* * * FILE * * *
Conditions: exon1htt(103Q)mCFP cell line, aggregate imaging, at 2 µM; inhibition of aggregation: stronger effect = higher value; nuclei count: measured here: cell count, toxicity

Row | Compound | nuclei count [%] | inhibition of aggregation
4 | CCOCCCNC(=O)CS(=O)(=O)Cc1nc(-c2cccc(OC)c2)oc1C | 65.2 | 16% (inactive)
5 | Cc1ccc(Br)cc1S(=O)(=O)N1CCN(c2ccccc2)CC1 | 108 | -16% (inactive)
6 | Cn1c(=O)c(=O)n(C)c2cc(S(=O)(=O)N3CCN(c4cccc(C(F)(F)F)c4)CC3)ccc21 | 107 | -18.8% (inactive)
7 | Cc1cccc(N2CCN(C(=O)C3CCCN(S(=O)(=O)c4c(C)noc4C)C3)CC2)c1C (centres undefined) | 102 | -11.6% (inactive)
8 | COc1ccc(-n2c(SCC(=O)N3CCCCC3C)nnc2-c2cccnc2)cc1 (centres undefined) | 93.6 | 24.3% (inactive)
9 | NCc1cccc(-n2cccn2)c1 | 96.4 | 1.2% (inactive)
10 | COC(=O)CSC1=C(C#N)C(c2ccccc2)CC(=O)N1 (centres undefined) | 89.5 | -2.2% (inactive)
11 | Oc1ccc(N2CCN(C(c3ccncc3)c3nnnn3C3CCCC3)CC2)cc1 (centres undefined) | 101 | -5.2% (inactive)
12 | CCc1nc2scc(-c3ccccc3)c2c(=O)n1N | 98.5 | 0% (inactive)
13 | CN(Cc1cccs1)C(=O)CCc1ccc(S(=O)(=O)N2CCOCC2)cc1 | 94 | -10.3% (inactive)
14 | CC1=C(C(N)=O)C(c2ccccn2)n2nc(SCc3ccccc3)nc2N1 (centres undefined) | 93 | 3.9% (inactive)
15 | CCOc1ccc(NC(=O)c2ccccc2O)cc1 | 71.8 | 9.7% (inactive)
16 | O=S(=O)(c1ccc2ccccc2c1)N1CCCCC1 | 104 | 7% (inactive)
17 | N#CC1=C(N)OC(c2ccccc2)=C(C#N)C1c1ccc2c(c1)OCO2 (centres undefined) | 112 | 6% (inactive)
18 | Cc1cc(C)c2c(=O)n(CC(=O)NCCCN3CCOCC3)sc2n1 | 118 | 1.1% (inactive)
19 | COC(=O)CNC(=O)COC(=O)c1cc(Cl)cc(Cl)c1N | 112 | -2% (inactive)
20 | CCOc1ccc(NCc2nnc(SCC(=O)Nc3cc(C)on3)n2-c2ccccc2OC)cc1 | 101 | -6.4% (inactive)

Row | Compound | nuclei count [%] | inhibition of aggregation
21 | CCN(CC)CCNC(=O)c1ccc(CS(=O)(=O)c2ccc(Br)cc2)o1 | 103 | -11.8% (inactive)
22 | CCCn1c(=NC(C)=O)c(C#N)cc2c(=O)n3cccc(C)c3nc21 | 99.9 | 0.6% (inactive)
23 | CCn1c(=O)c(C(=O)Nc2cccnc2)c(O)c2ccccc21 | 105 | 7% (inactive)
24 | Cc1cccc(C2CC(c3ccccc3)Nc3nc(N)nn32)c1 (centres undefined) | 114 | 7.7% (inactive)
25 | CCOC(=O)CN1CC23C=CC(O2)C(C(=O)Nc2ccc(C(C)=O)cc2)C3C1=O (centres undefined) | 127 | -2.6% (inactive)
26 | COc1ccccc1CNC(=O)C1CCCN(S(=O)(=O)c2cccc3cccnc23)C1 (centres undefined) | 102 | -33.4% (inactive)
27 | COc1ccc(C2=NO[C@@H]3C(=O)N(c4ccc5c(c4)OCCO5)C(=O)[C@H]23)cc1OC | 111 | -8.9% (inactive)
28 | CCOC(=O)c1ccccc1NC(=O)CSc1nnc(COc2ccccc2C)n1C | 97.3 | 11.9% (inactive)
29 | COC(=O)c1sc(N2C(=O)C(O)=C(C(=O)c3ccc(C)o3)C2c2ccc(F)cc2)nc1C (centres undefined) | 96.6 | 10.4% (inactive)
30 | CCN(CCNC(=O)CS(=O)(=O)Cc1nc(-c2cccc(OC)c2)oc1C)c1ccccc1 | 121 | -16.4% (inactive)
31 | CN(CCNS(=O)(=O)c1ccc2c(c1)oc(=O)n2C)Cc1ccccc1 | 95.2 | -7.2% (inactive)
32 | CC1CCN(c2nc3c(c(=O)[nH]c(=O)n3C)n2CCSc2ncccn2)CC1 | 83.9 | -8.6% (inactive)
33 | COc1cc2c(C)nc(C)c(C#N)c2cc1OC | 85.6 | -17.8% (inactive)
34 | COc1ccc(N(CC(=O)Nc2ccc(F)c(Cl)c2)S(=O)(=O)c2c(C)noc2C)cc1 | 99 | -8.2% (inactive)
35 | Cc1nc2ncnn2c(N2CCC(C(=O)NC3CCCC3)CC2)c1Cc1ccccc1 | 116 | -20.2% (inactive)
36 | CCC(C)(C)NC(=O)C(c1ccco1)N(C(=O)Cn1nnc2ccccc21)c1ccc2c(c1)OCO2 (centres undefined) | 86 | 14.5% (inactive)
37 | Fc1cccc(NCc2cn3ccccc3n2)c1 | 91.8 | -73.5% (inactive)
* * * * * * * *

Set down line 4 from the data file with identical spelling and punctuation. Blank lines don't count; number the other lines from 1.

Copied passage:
5 | Cc1ccc(Br)cc1S(=O)(=O)N1CCN(c2ccccc2)CC1 | 108 | -16% (inactive)